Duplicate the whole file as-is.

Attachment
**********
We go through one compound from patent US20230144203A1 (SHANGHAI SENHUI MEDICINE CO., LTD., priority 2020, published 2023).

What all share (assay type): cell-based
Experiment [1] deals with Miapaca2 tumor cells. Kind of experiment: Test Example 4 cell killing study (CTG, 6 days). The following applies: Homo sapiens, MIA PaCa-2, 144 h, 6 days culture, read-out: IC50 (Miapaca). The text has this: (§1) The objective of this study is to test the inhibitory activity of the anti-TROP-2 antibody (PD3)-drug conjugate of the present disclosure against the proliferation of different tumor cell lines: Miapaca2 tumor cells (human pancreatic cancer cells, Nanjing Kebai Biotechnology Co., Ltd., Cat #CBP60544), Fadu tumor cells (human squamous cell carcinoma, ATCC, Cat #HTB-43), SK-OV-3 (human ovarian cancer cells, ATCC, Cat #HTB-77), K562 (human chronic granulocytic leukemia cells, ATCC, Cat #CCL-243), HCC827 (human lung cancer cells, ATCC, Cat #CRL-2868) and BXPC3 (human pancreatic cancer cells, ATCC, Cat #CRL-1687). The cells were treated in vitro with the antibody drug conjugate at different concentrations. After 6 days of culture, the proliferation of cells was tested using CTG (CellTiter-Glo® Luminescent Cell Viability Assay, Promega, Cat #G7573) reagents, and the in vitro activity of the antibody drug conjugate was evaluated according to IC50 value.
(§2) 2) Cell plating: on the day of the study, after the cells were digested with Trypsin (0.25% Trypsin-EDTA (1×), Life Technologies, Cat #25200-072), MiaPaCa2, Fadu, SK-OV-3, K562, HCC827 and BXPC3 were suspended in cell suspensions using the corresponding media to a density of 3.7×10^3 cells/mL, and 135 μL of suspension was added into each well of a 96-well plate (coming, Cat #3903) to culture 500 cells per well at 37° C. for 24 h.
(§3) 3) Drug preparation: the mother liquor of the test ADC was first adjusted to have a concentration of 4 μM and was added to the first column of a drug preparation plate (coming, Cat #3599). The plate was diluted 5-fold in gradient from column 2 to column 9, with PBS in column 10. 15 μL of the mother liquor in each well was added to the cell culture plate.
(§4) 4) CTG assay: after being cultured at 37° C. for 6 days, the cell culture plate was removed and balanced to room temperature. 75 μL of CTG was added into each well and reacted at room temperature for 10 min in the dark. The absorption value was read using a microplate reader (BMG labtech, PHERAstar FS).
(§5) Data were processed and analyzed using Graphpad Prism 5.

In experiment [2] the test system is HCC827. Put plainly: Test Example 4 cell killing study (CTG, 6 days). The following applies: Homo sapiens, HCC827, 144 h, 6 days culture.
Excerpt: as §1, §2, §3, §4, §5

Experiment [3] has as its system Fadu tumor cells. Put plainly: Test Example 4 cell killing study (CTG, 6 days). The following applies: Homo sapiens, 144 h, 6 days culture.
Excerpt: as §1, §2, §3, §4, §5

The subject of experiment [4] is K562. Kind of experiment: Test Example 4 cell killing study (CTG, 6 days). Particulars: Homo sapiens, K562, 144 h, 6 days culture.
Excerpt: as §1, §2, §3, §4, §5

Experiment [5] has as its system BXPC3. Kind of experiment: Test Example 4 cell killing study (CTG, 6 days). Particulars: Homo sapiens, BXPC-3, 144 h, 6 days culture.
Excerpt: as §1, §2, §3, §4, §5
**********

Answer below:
We go through one compound from patent US20230144203A1 (SHANGHAI SENHUI MEDICINE CO., LTD., priority 2020, published 2023).

What all share (assay type): cell-based
Experiment [1] deals with Miapaca2 tumor cells. Kind of experiment: Test Example 4 cell killing study (CTG, 6 days). The following applies: Homo sapiens, MIA PaCa-2, 144 h, 6 days culture, read-out: IC50 (Miapaca). The text has this: (§1) The objective of this study is to test the inhibitory activity of the anti-TROP-2 antibody (PD3)-drug conjugate of the present disclosure against the proliferation of different tumor cell lines: Miapaca2 tumor cells (human pancreatic cancer cells, Nanjing Kebai Biotechnology Co., Ltd., Cat #CBP60544), Fadu tumor cells (human squamous cell carcinoma, ATCC, Cat #HTB-43), SK-OV-3 (human ovarian cancer cells, ATCC, Cat #HTB-77), K562 (human chronic granulocytic leukemia cells, ATCC, Cat #CCL-243), HCC827 (human lung cancer cells, ATCC, Cat #CRL-2868) and BXPC3 (human pancreatic cancer cells, ATCC, Cat #CRL-1687). The cells were treated in vitro with the antibody drug conjugate at different concentrations. After 6 days of culture, the proliferation of cells was tested using CTG (CellTiter-Glo® Luminescent Cell Viability Assay, Promega, Cat #G7573) reagents, and the in vitro activity of the antibody drug conjugate was evaluated according to IC50 value.
(§2) 2) Cell plating: on the day of the study, after the cells were digested with Trypsin (0.25% Trypsin-EDTA (1×), Life Technologies, Cat #25200-072), MiaPaCa2, Fadu, SK-OV-3, K562, HCC827 and BXPC3 were suspended in cell suspensions using the corresponding media to a density of 3.7×10^3 cells/mL, and 135 μL of suspension was added into each well of a 96-well plate (coming, Cat #3903) to culture 500 cells per well at 37° C. for 24 h.
(§3) 3) Drug preparation: the mother liquor of the test ADC was first adjusted to have a concentration of 4 μM and was added to the first column of a drug preparation plate (coming, Cat #3599). The plate was diluted 5-fold in gradient from column 2 to column 9, with PBS in column 10. 15 μL of the mother liquor in each well was added to the cell culture plate.
(§4) 4) CTG assay: after being cultured at 37° C. for 6 days, the cell culture plate was removed and balanced to room temperature. 75 μL of CTG was added into each well and reacted at room temperature for 10 min in the dark. The absorption value was read using a microplate reader (BMG labtech, PHERAstar FS).
(§5) Data were processed and analyzed using Graphpad Prism 5.

In experiment [2] the test system is HCC827. Put plainly: Test Example 4 cell killing study (CTG, 6 days). The following applies: Homo sapiens, HCC827, 144 h, 6 days culture.
Excerpt: as §1, §2, §3, §4, §5

Experiment [3] has as its system Fadu tumor cells. Put plainly: Test Example 4 cell killing study (CTG, 6 days). The following applies: Homo sapiens, 144 h, 6 days culture.
Excerpt: as §1, §2, §3, §4, §5

The subject of experiment [4] is K562. Kind of experiment: Test Example 4 cell killing study (CTG, 6 days). Particulars: Homo sapiens, K562, 144 h, 6 days culture.
Excerpt: as §1, §2, §3, §4, §5

Experiment [5] has as its system BXPC3. Kind of experiment: Test Example 4 cell killing study (CTG, 6 days). Particulars: Homo sapiens, BXPC-3, 144 h, 6 days culture.
Excerpt: as §1, §2, §3, §4, §5